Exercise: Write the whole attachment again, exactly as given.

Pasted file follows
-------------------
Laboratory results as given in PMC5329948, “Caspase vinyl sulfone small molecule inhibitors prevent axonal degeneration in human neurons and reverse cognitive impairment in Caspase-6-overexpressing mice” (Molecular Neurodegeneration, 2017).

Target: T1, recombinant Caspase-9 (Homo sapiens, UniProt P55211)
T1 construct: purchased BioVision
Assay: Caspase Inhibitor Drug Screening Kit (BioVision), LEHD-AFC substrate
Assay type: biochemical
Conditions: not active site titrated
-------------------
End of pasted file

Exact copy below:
Laboratory results as given in PMC5329948, “Caspase vinyl sulfone small molecule inhibitors prevent axonal degeneration in human neurons and reverse cognitive impairment in Caspase-6-overexpressing mice” (Molecular Neurodegeneration, 2017).

Target: T1, recombinant Caspase-9 (Homo sapiens, UniProt P55211)
T1 construct: purchased BioVision
Assay: Caspase Inhibitor Drug Screening Kit (BioVision), LEHD-AFC substrate
Assay type: biochemical
Conditions: not active site titrated